It’s already one of the hottest bills in the Nevada Legislature, even though it will likely be amended to apply statewide what multiple police departments claim they are already doing. So why are opponents quick to label SB 223 “controversial”? I asked Senator Yvanna Cancela (D-Las Vegas) directly. See for yourself what the pro-immigrant bill’s sponsor has to say.
Earlier today, The Nevada Independent broke the news of SB 223 being amended ahead of its Monday committee hearing. The new language will mainly codify into state law what North Las Vegas Police say is their current policy of directing officers not to ask residents about immigration status. (The current bill gives law enforcement agencies broader direction not to cooperate with federally directed deportation raids.) During their testimony to the Assembly Government Affairs Committee last Friday, Reno Police, Henderson Police, and Las Vegas Metro Police all indicated they have similar policies in place.
For the record, I had already planned a sit-down with lead SB 223 sponsor Yvanna Cancela before news dropped of the likely amendment. But once this news broke, I especially felt compelled to seek some clarification on what might be happening to this legislation… And why this legislation is even necessary.
Senator Cancela’s response?
“The amendment merely codifies what’s being done now.”
That is, she stressed that the above mentioned police departments need not fear because what will likely be an amended SB 223 will simply make their current practice statewide policy. But again, why is this amendment needed when several police departments are already doing this? Cancela stated her desire to “provide consistency across the state and standardize practice” so that immigrants need not fear calling the cops, whether they be in Las Vegas, Pahrump, Ely, or Sparks.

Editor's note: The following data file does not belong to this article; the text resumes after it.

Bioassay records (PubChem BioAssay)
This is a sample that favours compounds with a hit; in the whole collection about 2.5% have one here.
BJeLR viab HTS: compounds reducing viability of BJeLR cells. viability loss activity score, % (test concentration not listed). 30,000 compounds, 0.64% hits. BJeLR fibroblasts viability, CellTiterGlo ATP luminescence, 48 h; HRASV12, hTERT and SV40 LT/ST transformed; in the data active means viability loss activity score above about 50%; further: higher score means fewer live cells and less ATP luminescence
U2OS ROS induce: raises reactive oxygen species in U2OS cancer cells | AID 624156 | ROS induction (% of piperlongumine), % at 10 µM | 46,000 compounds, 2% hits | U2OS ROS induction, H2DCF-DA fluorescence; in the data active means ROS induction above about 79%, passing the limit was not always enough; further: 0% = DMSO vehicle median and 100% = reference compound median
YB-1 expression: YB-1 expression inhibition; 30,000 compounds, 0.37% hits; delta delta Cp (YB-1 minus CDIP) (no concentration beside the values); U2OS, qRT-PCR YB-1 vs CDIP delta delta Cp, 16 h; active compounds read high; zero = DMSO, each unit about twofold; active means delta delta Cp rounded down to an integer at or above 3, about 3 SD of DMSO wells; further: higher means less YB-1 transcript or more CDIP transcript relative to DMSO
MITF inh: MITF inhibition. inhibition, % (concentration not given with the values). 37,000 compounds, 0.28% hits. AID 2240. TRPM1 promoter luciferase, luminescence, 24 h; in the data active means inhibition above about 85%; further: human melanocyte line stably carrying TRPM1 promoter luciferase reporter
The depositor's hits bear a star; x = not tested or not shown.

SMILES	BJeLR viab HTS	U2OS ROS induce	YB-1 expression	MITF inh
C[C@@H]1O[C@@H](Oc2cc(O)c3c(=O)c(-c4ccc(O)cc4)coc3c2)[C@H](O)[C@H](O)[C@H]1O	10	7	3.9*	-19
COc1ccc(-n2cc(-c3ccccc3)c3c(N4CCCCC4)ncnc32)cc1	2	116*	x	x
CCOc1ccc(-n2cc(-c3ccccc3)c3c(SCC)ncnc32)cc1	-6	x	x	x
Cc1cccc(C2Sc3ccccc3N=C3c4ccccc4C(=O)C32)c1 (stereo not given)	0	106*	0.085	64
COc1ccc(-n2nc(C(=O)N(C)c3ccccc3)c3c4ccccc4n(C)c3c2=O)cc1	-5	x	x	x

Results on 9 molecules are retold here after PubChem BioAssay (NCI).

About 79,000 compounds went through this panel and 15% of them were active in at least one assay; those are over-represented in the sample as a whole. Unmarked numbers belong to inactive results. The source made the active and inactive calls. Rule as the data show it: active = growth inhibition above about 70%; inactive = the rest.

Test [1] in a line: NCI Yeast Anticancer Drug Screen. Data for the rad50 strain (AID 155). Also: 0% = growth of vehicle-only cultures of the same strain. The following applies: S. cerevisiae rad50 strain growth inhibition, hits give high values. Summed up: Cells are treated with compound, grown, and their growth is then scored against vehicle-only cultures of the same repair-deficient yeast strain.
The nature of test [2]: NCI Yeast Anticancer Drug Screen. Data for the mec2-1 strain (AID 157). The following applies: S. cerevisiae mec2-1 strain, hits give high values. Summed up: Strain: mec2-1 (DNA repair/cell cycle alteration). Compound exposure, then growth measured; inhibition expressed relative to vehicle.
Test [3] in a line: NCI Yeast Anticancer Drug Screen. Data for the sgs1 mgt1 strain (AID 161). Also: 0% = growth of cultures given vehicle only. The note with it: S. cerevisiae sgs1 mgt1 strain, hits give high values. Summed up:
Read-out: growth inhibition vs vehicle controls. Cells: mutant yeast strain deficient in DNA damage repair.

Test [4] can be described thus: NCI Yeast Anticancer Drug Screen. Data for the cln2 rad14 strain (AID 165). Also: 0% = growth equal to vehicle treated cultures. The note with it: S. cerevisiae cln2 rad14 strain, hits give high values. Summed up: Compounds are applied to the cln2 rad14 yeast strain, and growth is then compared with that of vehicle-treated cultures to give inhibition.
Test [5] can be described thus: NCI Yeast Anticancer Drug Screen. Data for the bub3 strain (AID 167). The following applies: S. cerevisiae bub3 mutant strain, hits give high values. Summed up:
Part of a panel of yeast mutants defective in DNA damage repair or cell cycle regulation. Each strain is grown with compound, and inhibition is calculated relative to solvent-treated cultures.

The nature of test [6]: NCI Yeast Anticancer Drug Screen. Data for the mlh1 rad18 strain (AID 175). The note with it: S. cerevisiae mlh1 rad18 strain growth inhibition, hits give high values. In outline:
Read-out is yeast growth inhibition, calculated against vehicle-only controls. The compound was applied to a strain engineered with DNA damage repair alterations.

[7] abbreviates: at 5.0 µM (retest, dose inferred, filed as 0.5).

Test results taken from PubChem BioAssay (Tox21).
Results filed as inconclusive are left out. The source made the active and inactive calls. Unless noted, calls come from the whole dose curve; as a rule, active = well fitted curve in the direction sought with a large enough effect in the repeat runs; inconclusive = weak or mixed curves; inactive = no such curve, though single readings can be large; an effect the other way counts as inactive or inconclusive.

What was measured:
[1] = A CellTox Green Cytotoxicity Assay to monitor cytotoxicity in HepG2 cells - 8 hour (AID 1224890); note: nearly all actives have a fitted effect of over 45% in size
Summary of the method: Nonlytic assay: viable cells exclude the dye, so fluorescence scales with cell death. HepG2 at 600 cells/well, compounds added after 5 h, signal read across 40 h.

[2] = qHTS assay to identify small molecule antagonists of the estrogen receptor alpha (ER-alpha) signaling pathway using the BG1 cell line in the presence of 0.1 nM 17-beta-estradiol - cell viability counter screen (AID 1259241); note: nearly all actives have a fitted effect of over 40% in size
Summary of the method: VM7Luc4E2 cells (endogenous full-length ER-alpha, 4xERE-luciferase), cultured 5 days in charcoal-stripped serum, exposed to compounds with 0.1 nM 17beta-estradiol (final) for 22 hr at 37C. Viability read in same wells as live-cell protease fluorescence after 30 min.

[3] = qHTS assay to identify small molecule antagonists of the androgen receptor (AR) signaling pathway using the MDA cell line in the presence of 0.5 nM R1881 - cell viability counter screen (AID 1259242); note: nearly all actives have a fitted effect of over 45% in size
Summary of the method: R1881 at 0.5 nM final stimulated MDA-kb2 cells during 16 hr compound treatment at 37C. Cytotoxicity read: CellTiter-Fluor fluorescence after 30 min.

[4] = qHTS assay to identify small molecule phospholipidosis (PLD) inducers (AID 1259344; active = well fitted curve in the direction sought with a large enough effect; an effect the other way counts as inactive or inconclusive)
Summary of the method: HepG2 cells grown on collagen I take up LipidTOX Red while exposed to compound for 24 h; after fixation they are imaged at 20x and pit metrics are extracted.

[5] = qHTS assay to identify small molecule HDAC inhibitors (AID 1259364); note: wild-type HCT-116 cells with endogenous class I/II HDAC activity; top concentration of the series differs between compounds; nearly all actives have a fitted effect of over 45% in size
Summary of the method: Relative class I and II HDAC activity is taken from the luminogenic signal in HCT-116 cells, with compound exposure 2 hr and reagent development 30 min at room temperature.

“It’s really important for immigrant families to know they can call the police. They do not need to fear local law enforcement.” – Senator Yvanna Cancela
So why are Metro Police and the Washoe County Sheriff’s Office still opposed? Cancela refused to speculate. Instead, she complimented Metro’s willingness to assuage fears in Southern Nevada immigrant communities of President Donald Trump ordering Metro Officers to deport them. Even as Metro Detention Officer Martin Vargas explained their practice of only employing the controversial 287(g) program in jail, Metro Police lobbyist Chuck Callaway more or less admitted last Friday Metro’s fear of losing federal funding if the Trump Administration deems Nevada a “sanctuary state”.
I asked Senator Cancela about Metro’s fear of losing federal homeland security funds. She placed the blame on the Trump Administration for its intimidation campaign, one that may not be constitutional at all. “Donald Trump is bullying local law enforcement by threatening to pull funding if states and cities act to protect immigrants.”
“We can’t ignore the moment. Immigrant families are fearful. They’re looking to the Legislature to protect families.” – Senator Yvanna Cancela
I finally asked Cancela about Senate Minority Leader Michael Roberson’s (R-Henderson) campaign not just against her bill, but her goal of protecting Nevada’s immigrant communities this session. She described his “mischaracterization” of her legislation as “unfortunate”. SB 223 is currently on track to be heard in the Senate Judiciary Committee next Monday.